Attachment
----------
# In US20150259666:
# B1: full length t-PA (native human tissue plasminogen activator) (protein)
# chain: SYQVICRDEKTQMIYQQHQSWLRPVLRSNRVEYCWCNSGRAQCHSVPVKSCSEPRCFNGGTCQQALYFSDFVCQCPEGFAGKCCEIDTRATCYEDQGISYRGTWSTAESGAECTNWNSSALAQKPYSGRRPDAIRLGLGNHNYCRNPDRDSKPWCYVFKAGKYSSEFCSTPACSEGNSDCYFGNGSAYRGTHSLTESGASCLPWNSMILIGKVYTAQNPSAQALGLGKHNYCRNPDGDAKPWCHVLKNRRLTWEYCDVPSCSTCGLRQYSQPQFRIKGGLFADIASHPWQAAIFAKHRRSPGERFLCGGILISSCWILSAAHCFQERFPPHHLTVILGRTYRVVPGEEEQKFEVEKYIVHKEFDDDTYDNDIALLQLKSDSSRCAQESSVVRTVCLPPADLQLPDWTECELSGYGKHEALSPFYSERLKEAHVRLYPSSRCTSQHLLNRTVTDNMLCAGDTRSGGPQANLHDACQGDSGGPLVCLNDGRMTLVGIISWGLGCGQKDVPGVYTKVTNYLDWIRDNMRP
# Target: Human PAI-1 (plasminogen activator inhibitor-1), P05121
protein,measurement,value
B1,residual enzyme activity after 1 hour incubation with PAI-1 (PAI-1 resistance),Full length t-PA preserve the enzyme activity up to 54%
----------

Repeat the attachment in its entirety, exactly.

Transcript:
# In US20150259666:
# B1: full length t-PA (native human tissue plasminogen activator) (protein)
# chain: SYQVICRDEKTQMIYQQHQSWLRPVLRSNRVEYCWCNSGRAQCHSVPVKSCSEPRCFNGGTCQQALYFSDFVCQCPEGFAGKCCEIDTRATCYEDQGISYRGTWSTAESGAECTNWNSSALAQKPYSGRRPDAIRLGLGNHNYCRNPDRDSKPWCYVFKAGKYSSEFCSTPACSEGNSDCYFGNGSAYRGTHSLTESGASCLPWNSMILIGKVYTAQNPSAQALGLGKHNYCRNPDGDAKPWCHVLKNRRLTWEYCDVPSCSTCGLRQYSQPQFRIKGGLFADIASHPWQAAIFAKHRRSPGERFLCGGILISSCWILSAAHCFQERFPPHHLTVILGRTYRVVPGEEEQKFEVEKYIVHKEFDDDTYDNDIALLQLKSDSSRCAQESSVVRTVCLPPADLQLPDWTECELSGYGKHEALSPFYSERLKEAHVRLYPSSRCTSQHLLNRTVTDNMLCAGDTRSGGPQANLHDACQGDSGGPLVCLNDGRMTLVGIISWGLGCGQKDVPGVYTKVTNYLDWIRDNMRP
# Target: Human PAI-1 (plasminogen activator inhibitor-1), P05121
protein,measurement,value
B1,residual enzyme activity after 1 hour incubation with PAI-1 (PAI-1 resistance),Full length t-PA preserve the enzyme activity up to 54%